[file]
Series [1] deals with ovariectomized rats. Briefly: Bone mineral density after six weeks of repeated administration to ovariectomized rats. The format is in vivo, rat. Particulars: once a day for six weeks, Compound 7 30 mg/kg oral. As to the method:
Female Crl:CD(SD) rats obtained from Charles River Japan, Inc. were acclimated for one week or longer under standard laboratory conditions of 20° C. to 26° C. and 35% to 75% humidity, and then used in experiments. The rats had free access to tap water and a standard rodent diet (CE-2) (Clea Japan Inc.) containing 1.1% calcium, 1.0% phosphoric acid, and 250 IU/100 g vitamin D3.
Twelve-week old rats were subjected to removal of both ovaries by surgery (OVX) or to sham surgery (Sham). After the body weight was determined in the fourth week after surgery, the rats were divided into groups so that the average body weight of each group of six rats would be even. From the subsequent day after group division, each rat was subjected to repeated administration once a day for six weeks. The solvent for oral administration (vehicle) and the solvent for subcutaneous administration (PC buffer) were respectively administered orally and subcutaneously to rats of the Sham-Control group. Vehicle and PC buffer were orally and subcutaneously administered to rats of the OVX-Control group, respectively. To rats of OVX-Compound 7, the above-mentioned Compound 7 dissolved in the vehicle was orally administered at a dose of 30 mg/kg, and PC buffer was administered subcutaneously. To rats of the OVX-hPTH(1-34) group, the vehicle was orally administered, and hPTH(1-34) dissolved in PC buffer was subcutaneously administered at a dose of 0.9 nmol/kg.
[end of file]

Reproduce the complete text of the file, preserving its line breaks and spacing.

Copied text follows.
Series [1] deals with ovariectomized rats. Briefly: Bone mineral density after six weeks of repeated administration to ovariectomized rats. The format is in vivo, rat. Particulars: once a day for six weeks, Compound 7 30 mg/kg oral. As to the method:
Female Crl:CD(SD) rats obtained from Charles River Japan, Inc. were acclimated for one week or longer under standard laboratory conditions of 20° C. to 26° C. and 35% to 75% humidity, and then used in experiments. The rats had free access to tap water and a standard rodent diet (CE-2) (Clea Japan Inc.) containing 1.1% calcium, 1.0% phosphoric acid, and 250 IU/100 g vitamin D3.
Twelve-week old rats were subjected to removal of both ovaries by surgery (OVX) or to sham surgery (Sham). After the body weight was determined in the fourth week after surgery, the rats were divided into groups so that the average body weight of each group of six rats would be even. From the subsequent day after group division, each rat was subjected to repeated administration once a day for six weeks. The solvent for oral administration (vehicle) and the solvent for subcutaneous administration (PC buffer) were respectively administered orally and subcutaneously to rats of the Sham-Control group. Vehicle and PC buffer were orally and subcutaneously administered to rats of the OVX-Control group, respectively. To rats of OVX-Compound 7, the above-mentioned Compound 7 dissolved in the vehicle was orally administered at a dose of 30 mg/kg, and PC buffer was administered subcutaneously. To rats of the OVX-hPTH(1-34) group, the vehicle was orally administered, and hPTH(1-34) dissolved in PC buffer was subcutaneously administered at a dose of 0.9 nmol/kg.